5. Priscilla R. Ndiaye

    “Debating where to place the blame,” should not be part of the discussion. It only opens the door for further division and nothing is accomplished but an increase in angry and bitter people. Besides, we know that the responsibility falls on both sides. Perhaps there should have been a conversation with the African-American community first to gain understanding in why there are certain feelings and thoughts. In addition, the conversation could be an opportunity to access where there is need for clarity within and out. There needs to be a outlet for healing to begin. There needs to be a discussion among the African-American community ONLY and then we should come together and have a discussion with the greater Asheville – specifically the authoritative figures. There needs to be a summit. Was there any positive outcome? What authority does Mumpower have to make change? He has already stated “there is no black leaders in Asheville,” so you know where he is coming from and how he feels.

  6. Anne Craig

    I attended the debate and for me it was not so much ‘where to place the blame’ as the key question, but the stated debate theme: “Resolved: Asheville has disenfranchised its African-American population.” The pro side clearly was more convincing because they offered research and statistics to support the ‘resolution.’ The con side could offer nothing but a few anecdotes and blame the victim arguments, completely ignoring evidence of systemic racism that exists in Asheville and our country. I was impressed that such a delicate topic was addressed in a very civil manner, but the racism on the con side was clearly evident. The Asheville High judges were quite impressive in their thorough explanations of how they scored the debate. Kudos to the Debate team, its coaches and supporters!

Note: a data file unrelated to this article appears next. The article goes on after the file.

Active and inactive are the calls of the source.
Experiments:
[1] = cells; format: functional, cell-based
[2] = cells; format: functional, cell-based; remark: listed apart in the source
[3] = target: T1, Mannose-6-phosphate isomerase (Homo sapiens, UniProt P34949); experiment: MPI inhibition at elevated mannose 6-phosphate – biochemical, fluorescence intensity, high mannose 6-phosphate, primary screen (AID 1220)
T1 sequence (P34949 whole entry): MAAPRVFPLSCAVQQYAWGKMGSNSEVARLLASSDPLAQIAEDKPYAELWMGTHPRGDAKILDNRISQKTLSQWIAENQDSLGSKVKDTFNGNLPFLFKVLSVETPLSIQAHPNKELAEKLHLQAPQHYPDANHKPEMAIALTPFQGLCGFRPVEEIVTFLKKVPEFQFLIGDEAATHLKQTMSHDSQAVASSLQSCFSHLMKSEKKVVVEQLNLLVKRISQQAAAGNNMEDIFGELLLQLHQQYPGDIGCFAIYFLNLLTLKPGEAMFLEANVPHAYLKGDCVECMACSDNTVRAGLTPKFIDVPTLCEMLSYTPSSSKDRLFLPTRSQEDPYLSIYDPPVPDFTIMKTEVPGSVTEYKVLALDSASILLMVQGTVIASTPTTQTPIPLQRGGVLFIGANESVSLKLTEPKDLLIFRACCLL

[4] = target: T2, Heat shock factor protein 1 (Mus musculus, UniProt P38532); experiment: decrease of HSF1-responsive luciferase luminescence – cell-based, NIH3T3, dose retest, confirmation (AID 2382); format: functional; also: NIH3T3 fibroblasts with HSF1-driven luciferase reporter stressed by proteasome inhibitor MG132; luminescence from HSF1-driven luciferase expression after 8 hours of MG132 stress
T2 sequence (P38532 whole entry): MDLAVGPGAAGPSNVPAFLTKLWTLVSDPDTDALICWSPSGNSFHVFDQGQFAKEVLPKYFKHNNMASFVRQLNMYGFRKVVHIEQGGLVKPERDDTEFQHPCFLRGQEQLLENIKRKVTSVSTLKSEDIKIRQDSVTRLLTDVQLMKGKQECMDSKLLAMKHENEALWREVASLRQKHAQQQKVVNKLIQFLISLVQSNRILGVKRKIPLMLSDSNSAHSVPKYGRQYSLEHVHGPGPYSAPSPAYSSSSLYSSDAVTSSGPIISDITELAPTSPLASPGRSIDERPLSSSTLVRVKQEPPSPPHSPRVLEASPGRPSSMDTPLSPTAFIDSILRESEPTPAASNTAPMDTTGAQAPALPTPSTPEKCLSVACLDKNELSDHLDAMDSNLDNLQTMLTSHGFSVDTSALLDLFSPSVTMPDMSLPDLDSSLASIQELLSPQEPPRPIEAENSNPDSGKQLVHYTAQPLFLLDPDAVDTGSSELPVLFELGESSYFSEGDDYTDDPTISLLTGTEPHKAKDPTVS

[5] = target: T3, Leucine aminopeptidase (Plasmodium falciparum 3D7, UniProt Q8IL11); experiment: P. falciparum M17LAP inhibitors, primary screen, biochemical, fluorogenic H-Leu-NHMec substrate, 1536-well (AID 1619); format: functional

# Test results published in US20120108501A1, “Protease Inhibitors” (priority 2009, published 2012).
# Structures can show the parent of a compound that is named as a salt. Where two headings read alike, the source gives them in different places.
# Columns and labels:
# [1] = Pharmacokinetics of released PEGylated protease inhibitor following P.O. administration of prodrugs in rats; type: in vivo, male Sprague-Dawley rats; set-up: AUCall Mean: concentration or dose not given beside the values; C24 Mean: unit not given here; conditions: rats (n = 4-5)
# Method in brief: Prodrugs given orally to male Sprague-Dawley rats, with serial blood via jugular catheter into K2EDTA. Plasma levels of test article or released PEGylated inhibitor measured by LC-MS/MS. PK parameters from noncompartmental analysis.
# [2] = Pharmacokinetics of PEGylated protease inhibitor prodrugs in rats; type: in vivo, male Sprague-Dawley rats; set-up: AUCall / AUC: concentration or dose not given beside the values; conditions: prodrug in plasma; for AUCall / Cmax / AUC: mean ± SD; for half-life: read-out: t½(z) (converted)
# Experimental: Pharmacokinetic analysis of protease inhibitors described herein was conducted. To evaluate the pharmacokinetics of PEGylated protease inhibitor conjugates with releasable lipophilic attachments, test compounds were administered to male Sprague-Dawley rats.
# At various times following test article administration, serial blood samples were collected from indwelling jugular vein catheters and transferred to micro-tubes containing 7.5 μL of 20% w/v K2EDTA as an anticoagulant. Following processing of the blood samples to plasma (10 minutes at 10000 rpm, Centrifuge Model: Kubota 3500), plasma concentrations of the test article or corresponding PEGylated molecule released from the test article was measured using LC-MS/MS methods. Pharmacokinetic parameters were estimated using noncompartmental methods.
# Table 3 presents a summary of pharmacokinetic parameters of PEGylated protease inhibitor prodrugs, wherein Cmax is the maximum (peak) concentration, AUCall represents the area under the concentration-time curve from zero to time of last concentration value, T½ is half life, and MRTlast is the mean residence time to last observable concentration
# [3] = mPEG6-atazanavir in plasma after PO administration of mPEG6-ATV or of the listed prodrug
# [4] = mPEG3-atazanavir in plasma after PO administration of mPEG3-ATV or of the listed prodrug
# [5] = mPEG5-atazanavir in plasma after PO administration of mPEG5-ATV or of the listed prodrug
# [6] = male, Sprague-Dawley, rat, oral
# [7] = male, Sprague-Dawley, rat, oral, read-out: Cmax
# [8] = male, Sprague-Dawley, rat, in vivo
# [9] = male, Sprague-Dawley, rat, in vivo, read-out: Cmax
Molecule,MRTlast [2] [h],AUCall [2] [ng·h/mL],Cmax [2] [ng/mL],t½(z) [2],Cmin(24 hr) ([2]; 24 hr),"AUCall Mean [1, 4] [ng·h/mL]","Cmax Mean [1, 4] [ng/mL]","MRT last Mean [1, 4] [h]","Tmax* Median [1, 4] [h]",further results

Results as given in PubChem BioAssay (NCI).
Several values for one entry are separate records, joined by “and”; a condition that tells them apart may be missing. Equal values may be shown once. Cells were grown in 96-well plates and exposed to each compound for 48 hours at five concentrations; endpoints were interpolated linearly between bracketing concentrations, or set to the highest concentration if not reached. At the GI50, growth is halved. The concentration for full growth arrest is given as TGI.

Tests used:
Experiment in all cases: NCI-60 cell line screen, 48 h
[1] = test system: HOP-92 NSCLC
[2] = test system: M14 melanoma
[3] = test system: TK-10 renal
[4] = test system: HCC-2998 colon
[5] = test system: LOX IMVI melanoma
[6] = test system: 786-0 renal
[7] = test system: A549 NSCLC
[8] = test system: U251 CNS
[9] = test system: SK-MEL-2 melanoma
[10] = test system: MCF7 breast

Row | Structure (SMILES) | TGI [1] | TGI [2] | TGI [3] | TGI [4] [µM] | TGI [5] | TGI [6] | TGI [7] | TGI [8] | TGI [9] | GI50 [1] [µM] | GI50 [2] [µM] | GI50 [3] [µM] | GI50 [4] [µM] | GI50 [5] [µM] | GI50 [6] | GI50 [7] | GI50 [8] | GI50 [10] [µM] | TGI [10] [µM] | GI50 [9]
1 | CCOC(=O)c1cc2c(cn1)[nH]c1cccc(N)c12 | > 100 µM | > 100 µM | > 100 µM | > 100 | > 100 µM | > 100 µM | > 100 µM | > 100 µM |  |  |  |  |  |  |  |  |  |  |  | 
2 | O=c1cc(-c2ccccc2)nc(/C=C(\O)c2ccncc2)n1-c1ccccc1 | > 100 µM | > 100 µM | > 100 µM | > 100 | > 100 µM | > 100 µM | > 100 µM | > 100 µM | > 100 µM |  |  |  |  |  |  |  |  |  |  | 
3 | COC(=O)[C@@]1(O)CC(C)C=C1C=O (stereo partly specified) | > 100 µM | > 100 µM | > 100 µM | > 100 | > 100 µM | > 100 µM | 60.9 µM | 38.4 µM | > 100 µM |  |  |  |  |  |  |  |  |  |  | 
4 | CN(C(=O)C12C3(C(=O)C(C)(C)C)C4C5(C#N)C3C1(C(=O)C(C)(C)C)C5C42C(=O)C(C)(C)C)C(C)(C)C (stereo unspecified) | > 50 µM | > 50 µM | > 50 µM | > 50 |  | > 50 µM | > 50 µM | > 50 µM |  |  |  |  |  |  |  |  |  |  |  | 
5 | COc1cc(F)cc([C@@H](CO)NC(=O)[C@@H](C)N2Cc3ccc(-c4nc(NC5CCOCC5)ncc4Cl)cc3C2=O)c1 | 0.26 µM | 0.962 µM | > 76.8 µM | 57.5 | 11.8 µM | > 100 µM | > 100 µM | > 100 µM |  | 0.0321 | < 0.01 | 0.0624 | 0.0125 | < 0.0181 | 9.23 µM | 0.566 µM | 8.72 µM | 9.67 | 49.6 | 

7. Curious

    Who selected the representatives of the “Con” team? It seems unfair to put a college student and a psychologist, who appear to have no special expertise on the issues (although perhaps many opinions) against a PhD historian of African-American history in Western North Carolina and a PhD political scientist who has studied the issues/data/statistics of Africa-American life in WNC for many years. Why was it assumed that two Republican activists would best make the case against black disenfranchisement? Are there no PhD social scientists/historians, with academic credentials to match Dr. Waters and Dr. Mullen who might have taken the opposing argument?

    And what does “disenfranchisement” and “Asheville” mean in the resolution (“Resolved: Asheville has Disenfranchised its African-American Population,”) “Disenfranchised” means denied the right to vote. Are African-Americans in Asheville being denied the right to vote? Does Asheville means “The City of Asheville,” that is, the city government?

    • Gabrielle White

      Good points here. The college republican was filling in for someone else who couldn’t make it, so yes, unqualified. Also, Mumpower obviously unqualified. It’s state level where the disenfranchisement is happening as I understand. Poor topic choice. Asheville needs a summit, and a talk to achieve cooperation and a space to talk/connect, eliminate prejudices, find solutions and ACTIONS, regarding our race and equality issues.